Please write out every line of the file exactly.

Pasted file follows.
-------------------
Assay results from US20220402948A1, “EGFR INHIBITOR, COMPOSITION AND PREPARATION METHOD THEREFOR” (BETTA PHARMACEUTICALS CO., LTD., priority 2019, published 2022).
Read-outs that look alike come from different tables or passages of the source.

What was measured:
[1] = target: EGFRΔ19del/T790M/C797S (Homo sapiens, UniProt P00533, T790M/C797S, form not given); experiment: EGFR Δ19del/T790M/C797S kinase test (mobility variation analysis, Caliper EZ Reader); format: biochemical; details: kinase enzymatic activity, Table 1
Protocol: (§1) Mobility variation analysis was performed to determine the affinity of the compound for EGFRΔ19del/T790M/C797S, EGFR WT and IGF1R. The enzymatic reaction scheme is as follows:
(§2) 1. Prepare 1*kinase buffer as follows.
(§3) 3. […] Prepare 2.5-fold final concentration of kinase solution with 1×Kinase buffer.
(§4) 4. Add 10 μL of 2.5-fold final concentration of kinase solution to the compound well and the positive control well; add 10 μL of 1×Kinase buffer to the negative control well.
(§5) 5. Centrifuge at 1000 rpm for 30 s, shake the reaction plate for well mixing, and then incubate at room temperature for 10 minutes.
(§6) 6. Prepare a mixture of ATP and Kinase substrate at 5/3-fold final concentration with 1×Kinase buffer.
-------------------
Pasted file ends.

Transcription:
Assay results from US20220402948A1, “EGFR INHIBITOR, COMPOSITION AND PREPARATION METHOD THEREFOR” (BETTA PHARMACEUTICALS CO., LTD., priority 2019, published 2022).
Read-outs that look alike come from different tables or passages of the source.

What was measured:
[1] = target: EGFRΔ19del/T790M/C797S (Homo sapiens, UniProt P00533, T790M/C797S, form not given); experiment: EGFR Δ19del/T790M/C797S kinase test (mobility variation analysis, Caliper EZ Reader); format: biochemical; details: kinase enzymatic activity, Table 1
Protocol: (§1) Mobility variation analysis was performed to determine the affinity of the compound for EGFRΔ19del/T790M/C797S, EGFR WT and IGF1R. The enzymatic reaction scheme is as follows:
(§2) 1. Prepare 1*kinase buffer as follows.
(§3) 3. […] Prepare 2.5-fold final concentration of kinase solution with 1×Kinase buffer.
(§4) 4. Add 10 μL of 2.5-fold final concentration of kinase solution to the compound well and the positive control well; add 10 μL of 1×Kinase buffer to the negative control well.
(§5) 5. Centrifuge at 1000 rpm for 30 s, shake the reaction plate for well mixing, and then incubate at room temperature for 10 minutes.
(§6) 6. Prepare a mixture of ATP and Kinase substrate at 5/3-fold final concentration with 1×Kinase buffer.